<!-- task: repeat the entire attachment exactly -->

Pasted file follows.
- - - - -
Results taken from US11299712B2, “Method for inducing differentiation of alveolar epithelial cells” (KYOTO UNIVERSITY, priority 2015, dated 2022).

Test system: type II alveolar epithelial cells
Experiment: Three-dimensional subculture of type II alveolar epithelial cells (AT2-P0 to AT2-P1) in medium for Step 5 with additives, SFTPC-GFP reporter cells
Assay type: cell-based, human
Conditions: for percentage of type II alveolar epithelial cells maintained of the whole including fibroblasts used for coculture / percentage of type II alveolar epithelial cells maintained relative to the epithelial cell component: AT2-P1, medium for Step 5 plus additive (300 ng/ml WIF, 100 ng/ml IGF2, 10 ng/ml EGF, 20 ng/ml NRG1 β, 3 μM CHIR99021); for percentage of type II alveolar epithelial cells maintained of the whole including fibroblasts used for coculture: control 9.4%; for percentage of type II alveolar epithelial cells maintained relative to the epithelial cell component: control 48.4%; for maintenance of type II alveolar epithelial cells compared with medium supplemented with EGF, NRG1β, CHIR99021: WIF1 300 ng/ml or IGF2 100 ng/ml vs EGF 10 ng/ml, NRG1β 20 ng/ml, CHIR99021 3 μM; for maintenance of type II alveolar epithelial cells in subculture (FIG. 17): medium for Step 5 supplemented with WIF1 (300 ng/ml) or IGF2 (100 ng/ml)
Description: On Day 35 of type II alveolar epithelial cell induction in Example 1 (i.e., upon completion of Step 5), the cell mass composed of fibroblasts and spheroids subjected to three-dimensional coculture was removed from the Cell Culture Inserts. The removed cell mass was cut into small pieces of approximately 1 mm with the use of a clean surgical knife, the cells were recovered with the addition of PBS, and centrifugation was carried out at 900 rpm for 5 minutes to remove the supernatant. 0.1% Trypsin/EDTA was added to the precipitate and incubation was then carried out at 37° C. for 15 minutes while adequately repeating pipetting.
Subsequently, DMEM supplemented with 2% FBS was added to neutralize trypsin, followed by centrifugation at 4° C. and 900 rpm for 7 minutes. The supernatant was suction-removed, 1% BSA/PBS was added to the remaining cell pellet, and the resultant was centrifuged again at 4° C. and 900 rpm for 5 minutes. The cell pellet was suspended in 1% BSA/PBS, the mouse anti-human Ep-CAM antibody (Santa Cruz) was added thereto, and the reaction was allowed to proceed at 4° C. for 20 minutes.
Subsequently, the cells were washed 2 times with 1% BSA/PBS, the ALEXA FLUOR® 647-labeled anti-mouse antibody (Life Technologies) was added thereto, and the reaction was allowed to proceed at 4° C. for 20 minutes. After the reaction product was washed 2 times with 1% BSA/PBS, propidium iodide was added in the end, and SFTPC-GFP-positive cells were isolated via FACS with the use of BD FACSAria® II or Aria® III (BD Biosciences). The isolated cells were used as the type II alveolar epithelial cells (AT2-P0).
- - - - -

Results taken from US11299712B2, “Method for inducing differentiation of alveolar epithelial cells” (KYOTO UNIVERSITY, priority 2015, dated 2022).

Test system: type II alveolar epithelial cells
Experiment: Three-dimensional subculture of type II alveolar epithelial cells (AT2-P0 to AT2-P1) in medium for Step 5 with additives, SFTPC-GFP reporter cells
Assay type: cell-based, human
Conditions: for percentage of type II alveolar epithelial cells maintained of the whole including fibroblasts used for coculture / percentage of type II alveolar epithelial cells maintained relative to the epithelial cell component: AT2-P1, medium for Step 5 plus additive (300 ng/ml WIF, 100 ng/ml IGF2, 10 ng/ml EGF, 20 ng/ml NRG1 β, 3 μM CHIR99021); for percentage of type II alveolar epithelial cells maintained of the whole including fibroblasts used for coculture: control 9.4%; for percentage of type II alveolar epithelial cells maintained relative to the epithelial cell component: control 48.4%; for maintenance of type II alveolar epithelial cells compared with medium supplemented with EGF, NRG1β, CHIR99021: WIF1 300 ng/ml or IGF2 100 ng/ml vs EGF 10 ng/ml, NRG1β 20 ng/ml, CHIR99021 3 μM; for maintenance of type II alveolar epithelial cells in subculture (FIG. 17): medium for Step 5 supplemented with WIF1 (300 ng/ml) or IGF2 (100 ng/ml)
Description: On Day 35 of type II alveolar epithelial cell induction in Example 1 (i.e., upon completion of Step 5), the cell mass composed of fibroblasts and spheroids subjected to three-dimensional coculture was removed from the Cell Culture Inserts. The removed cell mass was cut into small pieces of approximately 1 mm with the use of a clean surgical knife, the cells were recovered with the addition of PBS, and centrifugation was carried out at 900 rpm for 5 minutes to remove the supernatant. 0.1% Trypsin/EDTA was added to the precipitate and incubation was then carried out at 37° C. for 15 minutes while adequately repeating pipetting.
Subsequently, DMEM supplemented with 2% FBS was added to neutralize trypsin, followed by centrifugation at 4° C. and 900 rpm for 7 minutes. The supernatant was suction-removed, 1% BSA/PBS was added to the remaining cell pellet, and the resultant was centrifuged again at 4° C. and 900 rpm for 5 minutes. The cell pellet was suspended in 1% BSA/PBS, the mouse anti-human Ep-CAM antibody (Santa Cruz) was added thereto, and the reaction was allowed to proceed at 4° C. for 20 minutes.
Subsequently, the cells were washed 2 times with 1% BSA/PBS, the ALEXA FLUOR® 647-labeled anti-mouse antibody (Life Technologies) was added thereto, and the reaction was allowed to proceed at 4° C. for 20 minutes. After the reaction product was washed 2 times with 1% BSA/PBS, propidium iodide was added in the end, and SFTPC-GFP-positive cells were isolated via FACS with the use of BD FACSAria® II or Aria® III (BD Biosciences). The isolated cells were used as the type II alveolar epithelial cells (AT2-P0).